Today’s (Wed 8th May) meeting of the British Irish Intergovernmental Conference is just the fourth such meeting since 2007. This structure, set up the the Good Friday Agreement, was intended to have “regular and frequent” meetings. Whatever about the failure to meet that standard, it is truly shocking that neither government sought to summon the Conference to discuss the impact of Brexit before the referendum in 2016. A heavy price is now being paid for the neglect of this third strand of the Good Friday Agreement by both governments.

The purpose of this latest meeting is to allow both governments to sign an agreement that will copperfasten the reciprocal rights and privileges that UK and Irish citizens have enjoyed under the Common Travel Area Agreement which dates back to the 1920s.

While the focus of Irish political debate on Brexit has, understandably, been on the future of the North-South relationship, it is clear the future East–West relationship between Ireland and United Kingdom urgently requires thought and attention.

Although our economic dependence on the UK has decreased since we joined the EU, the cultural and political ties remain as strong as ever. There is hardly a family in this country that does not have a relative living in the UK.

This deep relationship has been transformed since we both joined the EEC in 1973, maturing from one of dependence to co-dependence.

Political cooperation on Northern Ireland replaced decades of belligerence under the stewardship of John Major and Albert Reynolds and, since then, successive governments have nurtured the relationship to become one of friendship. Brexit cannot and will not undo the social and cultural connections between the British and the Irish people. And it certainly should not undo the good work that has been done by both governments in building political connections between our countries.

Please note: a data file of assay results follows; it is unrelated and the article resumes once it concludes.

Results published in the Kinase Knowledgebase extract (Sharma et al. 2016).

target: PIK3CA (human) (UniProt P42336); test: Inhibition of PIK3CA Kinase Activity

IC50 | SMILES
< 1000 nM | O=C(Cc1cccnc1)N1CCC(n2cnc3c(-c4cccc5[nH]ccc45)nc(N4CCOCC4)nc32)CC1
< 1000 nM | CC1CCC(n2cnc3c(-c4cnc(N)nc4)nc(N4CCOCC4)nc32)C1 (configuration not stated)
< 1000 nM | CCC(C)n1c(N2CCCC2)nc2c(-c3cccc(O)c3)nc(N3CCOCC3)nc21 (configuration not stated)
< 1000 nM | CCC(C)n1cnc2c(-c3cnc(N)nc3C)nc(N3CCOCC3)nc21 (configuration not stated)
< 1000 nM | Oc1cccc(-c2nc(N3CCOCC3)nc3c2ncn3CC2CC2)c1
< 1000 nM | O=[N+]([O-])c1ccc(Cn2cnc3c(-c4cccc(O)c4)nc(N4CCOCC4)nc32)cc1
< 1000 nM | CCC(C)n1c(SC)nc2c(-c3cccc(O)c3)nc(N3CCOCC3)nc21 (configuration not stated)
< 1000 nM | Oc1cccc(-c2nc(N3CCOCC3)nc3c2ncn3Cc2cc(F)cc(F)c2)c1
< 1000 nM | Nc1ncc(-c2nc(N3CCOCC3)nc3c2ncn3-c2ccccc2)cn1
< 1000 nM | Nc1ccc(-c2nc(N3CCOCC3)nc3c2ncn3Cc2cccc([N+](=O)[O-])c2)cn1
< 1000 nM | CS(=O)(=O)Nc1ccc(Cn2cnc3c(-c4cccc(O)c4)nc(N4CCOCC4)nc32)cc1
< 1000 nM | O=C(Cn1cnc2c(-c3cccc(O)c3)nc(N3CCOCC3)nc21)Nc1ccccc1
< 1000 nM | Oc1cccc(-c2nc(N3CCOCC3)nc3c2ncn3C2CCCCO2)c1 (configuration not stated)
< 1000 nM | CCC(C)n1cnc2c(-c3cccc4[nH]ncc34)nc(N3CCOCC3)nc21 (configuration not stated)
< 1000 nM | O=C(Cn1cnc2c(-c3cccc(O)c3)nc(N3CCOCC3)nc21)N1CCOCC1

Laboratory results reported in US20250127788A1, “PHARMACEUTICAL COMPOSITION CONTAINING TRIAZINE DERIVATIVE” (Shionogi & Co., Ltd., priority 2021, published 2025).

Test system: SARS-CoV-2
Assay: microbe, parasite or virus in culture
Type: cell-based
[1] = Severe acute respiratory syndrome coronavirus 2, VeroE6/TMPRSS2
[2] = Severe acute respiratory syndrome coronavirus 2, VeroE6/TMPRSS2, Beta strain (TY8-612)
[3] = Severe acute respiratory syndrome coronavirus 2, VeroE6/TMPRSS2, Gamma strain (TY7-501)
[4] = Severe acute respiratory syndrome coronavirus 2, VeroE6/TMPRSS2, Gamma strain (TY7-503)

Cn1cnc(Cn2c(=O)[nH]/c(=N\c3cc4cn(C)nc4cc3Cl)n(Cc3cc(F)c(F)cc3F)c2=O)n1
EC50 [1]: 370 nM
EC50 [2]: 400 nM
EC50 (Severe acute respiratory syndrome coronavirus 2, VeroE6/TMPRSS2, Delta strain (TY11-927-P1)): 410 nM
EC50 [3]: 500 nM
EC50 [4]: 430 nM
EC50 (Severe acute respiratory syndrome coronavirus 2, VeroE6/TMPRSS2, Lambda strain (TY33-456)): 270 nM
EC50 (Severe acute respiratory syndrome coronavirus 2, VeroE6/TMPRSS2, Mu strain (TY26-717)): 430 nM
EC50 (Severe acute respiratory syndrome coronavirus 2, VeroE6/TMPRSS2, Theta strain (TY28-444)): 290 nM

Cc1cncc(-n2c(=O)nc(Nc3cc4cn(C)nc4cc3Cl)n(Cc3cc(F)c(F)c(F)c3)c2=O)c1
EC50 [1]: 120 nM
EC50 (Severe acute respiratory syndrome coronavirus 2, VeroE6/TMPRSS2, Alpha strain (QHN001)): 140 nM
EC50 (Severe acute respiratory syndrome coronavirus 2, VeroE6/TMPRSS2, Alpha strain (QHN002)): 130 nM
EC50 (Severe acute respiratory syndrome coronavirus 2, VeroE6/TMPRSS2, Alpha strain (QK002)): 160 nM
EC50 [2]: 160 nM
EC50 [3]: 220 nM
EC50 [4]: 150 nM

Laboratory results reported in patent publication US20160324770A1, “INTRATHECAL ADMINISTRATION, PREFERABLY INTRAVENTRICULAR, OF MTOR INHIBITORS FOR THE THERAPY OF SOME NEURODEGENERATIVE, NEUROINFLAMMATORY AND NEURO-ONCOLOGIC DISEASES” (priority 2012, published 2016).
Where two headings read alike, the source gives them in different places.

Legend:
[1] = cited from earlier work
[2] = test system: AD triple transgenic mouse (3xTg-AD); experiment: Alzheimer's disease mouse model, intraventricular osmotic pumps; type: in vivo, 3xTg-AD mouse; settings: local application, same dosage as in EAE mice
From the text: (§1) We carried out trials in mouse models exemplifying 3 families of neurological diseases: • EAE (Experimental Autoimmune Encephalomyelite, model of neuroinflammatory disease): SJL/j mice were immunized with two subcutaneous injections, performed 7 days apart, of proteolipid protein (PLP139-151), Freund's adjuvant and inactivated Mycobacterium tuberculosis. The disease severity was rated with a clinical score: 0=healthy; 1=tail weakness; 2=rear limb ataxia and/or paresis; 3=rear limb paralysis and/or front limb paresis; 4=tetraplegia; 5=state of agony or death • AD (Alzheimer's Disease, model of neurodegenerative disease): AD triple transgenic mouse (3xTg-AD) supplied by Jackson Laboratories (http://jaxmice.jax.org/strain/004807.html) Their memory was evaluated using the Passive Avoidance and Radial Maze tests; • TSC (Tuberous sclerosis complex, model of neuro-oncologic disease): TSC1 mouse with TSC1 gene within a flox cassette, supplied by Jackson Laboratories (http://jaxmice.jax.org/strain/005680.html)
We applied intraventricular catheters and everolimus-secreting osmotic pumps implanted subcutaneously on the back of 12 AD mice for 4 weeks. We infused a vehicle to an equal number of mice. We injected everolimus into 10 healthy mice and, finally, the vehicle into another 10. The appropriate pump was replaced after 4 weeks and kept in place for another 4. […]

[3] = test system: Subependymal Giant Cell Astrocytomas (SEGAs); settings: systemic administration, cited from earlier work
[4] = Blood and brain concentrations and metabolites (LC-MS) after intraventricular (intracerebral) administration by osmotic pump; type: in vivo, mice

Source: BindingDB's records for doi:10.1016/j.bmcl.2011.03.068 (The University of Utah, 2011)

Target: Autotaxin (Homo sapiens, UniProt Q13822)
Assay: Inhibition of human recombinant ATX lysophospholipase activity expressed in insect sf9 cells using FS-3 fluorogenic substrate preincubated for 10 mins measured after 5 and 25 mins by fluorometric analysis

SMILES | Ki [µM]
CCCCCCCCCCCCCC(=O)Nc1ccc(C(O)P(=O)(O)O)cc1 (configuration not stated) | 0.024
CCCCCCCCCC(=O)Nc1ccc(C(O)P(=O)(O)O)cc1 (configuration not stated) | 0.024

It is essential, therefore, that we have a framework to oversee this deep and important relationship. The architecture of the Good Friday Agreement in the shape of the British-Irish Conference, offers a largely unexplored route forward. But this structure was designed to deal with matters relating to the overall governance of Northern Ireland. It was not designed to address the wider Irish-British relationship. I believe an additional structure, outside the Good Friday Agreement, is now required.

A way forward is a British-Irish Council and Assembly analogous to the Nordic Council. The Nordic Council, established in 1952, consists of an inter-parliamentary assembly and a ministerial council with a permanent secretariat. The assembly meets once a year in plenary and on one other occasion annually on a specific theme.

A fully formed British-Irish Council would not replace the intense level of contact facilitated by the countless meetings generated by shared membership of the EU. Additionally, a purely bilateral relationship will always be asymmetric given the size of the UK compared to the size of Ireland. But such a Council would provide a platform for the rebuilding of Anglo-Irish relations.

It was inevitable that Brexit would put a strain on the carefully nurtured relationships. But, at times, the political interventions from Dublin were heavy-handed and wince-inducing. Much work needs to be done to restore the relationship to the warmth that existed before June 2016. We remain neighbours and being good neighbours is not only in our mutual interest but also our joint responsibility.